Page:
Comment by flodorner on My prediction for Covid-19 · 2020-06-01T08:46:15.643Z · score: 2 (2 votes) · LW · GW

"If, at some point in the future, we have the same number of contagious people, and are not at an appreciable fraction of group immunity, it will at that point again be a solid decision to go into quarantine (or to extend it). "

I think for many people the number of infections at which this becomes a good idas has increased as we have more accurate information about the CFR and how quickly realistic countermeasures can slow down an outbreak in a given area, which should decrease credence in some of the worst case scenarios many were worried about a few months ago.

Comment by flodorner on The case for C19 being widespread · 2020-04-13T14:18:27.701Z · score: 3 (2 votes) · LW · GW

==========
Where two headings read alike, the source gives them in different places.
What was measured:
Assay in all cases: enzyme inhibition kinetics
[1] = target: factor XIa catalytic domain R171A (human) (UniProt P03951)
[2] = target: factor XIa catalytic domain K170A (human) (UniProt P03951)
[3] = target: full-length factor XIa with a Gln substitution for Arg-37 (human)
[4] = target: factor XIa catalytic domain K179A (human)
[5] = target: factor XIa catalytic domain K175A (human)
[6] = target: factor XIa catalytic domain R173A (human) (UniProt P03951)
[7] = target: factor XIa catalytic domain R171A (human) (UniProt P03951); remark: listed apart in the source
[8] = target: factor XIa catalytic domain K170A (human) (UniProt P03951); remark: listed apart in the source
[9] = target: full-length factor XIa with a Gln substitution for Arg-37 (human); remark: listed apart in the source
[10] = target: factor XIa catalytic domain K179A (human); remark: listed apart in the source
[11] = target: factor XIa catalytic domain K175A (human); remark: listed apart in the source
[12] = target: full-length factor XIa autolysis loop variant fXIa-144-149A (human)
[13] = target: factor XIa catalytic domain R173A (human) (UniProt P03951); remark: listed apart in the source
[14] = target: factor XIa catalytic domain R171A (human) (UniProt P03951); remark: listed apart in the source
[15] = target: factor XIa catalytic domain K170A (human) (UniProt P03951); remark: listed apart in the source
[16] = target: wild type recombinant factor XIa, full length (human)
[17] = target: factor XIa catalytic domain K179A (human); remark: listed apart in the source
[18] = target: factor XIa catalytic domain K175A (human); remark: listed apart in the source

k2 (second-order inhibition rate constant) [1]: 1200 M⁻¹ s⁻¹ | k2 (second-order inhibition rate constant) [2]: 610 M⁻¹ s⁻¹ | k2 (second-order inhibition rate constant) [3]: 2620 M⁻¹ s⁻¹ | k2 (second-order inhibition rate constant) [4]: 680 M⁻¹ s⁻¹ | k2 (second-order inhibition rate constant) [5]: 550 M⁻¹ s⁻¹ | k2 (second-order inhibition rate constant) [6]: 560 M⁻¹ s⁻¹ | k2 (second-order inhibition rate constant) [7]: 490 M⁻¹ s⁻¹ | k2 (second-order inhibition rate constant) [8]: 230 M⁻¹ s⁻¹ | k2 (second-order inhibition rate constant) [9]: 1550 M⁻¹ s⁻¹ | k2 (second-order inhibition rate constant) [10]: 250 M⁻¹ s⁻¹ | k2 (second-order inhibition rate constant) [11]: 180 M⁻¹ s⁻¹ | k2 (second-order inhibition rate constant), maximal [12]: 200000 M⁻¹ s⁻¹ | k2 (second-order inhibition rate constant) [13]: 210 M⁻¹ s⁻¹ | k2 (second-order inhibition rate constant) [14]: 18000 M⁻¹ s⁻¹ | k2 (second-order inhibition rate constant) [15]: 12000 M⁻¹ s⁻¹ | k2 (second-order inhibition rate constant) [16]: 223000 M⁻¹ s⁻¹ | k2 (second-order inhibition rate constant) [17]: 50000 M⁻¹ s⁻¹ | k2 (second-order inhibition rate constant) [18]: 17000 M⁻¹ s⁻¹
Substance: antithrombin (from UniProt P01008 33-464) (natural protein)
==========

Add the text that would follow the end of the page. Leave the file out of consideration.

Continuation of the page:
"Czech Researchers claim that Chinese do not work well "

This seems to be missing a word ;)

Comment by flodorner on Conflict vs. mistake in non-zero-sum games · 2020-04-07T22:19:52.053Z · score: 20 (14 votes) · LW · GW

Nitpick: I am pretty sure non-zero-sum does not imply a convex Pareto front.

Instead of the lens of negotiation position, one could argue that mistake theorists believe that the Pareto Boundary is convex (which implies that usually maximizing surplus is more important than deciding allocation), while conflict theorists see it as concave (which implies that allocation is the more important factor).

Comment by flodorner on March 14/15th: Daily Coronavirus link updates · 2020-03-17T12:23:17.551Z · score: 1 (1 votes) · LW · GW

Twitter: CV kills via cardiac failure, not pulmonary links to the aggragate spreadsheet, not the twitter soruce.

Comment by flodorner on Credibility of the CDC on SARS-CoV-2 · 2020-03-08T13:19:34.852Z · score: 9 (3 votes) · LW · GW

Even if the claim was usually true on longer time scales, I doubt that pointing out an organisations mistakes and not entirely truthful statements usually increases the trust in them on the short time scales that might be most important here. Reforming organizations and rebuilding trust usually takes time.